Math Dept. Gets $4.55M Gift

Boston Investor's Donation Supports Soviet Mathematicians

Approximately 10 Soviet scholars are now studying math at Harvard thanks to a $4.55 million gift from the chair of a Boston investment firm.

The Department of Mathematics formally thanked the donor, Landon T. Clay '50, at a Friends of Harvard Mathematics dinner held in his honor last Tuesday.

Although the donation was made almost a year ago, the department waited for "an auspicious occasion" to publicize it, said Department Chair Arthur M. Jaffe, who holds the professorship in mathematics and theoretical science that Clay endowed in 1968.

Clay, who concentrated in English during his undergraduate years, called the mathematics department "a vibrant place" in remarks at the dinner and said that he was making the gift because "mathematics is the key to understanding science, [and] compared to many scientific projects, in mathematics you get more bang for the buck."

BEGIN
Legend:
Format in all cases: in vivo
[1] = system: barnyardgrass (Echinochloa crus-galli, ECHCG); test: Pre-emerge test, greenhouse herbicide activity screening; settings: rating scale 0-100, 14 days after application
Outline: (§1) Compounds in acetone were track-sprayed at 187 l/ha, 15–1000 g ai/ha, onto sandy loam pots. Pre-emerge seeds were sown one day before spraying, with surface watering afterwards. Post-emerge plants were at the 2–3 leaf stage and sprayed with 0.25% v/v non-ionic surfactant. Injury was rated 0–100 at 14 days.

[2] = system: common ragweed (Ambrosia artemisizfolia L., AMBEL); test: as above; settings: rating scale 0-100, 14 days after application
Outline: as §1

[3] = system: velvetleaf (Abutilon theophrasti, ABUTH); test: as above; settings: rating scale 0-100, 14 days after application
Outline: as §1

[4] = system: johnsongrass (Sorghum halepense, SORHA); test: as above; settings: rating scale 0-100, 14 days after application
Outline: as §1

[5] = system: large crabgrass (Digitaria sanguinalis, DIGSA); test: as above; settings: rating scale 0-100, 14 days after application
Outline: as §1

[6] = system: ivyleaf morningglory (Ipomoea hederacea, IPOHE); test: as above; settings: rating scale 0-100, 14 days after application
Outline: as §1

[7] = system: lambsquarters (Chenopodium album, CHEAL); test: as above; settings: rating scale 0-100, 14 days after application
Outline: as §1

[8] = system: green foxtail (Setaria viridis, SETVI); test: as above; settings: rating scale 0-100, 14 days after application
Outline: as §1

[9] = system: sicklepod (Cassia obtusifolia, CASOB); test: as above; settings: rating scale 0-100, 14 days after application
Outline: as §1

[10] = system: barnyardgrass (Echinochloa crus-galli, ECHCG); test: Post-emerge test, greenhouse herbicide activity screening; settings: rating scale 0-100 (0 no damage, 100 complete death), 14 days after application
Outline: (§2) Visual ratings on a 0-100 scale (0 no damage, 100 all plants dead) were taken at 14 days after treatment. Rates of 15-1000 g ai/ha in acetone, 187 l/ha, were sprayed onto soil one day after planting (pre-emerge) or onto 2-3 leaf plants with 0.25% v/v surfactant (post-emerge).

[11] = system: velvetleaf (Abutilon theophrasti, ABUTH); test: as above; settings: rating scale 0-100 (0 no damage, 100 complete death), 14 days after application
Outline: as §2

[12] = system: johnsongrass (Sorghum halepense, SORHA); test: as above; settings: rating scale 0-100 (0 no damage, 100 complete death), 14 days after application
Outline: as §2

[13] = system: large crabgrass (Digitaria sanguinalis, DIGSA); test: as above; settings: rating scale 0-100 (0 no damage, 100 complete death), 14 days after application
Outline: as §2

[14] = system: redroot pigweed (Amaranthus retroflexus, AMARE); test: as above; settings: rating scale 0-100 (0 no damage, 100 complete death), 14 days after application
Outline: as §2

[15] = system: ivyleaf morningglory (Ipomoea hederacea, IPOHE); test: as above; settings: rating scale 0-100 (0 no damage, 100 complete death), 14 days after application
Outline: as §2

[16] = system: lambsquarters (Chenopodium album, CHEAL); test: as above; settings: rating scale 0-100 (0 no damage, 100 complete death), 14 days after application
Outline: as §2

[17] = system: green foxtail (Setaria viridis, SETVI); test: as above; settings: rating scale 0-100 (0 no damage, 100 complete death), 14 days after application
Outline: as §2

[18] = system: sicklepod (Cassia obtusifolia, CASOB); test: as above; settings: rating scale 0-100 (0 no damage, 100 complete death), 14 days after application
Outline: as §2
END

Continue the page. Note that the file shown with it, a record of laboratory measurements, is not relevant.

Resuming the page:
Clay could not be reached for comment yesterday afternoon.

The investor's gift takes the form of 24 yearly payments of nearly $200,000. Jaffe said the department has already received its first installment of the gift and is using it to support about 10 visiting Soviet mathematical students and scholars.

Because the terms of the gift bar the department from immediately founding a professorship with Clay's money, it will probably be spent "to deal with our highest priorities...on a year-to-year basis," Jaffe said.

One of the Soviets who is teaching here said the gift should continue to be used to bring Russian mathematicians to Harvard. "This is the best way of spending this money," Nicolai Reshetikhin said in an interview yesterday.

"I think there's a certain isolation between mathematical life between the Soviet Union and outside the Soviet Union...and it's useful to have certain fresh ideas coming [to Harvard] from this isolated place."

Jaffe said the money could be used to help make "extraordinary new appointments[s]" of top mathematicians to the department's small faculty, but refused to say whom he had in mind. "That would help our competition," Jaffe said.

"One of the reasons we're so good is that we're very elitist about making those [hiring] decisions."

Reshetikhin said he was impressed with Clay's generosity towards the department.

"I think it's such a good deal for America, there are such great people here," said Reshetikhin about the donation. "That's one of the best things for America, that rich people realize their responsibilities."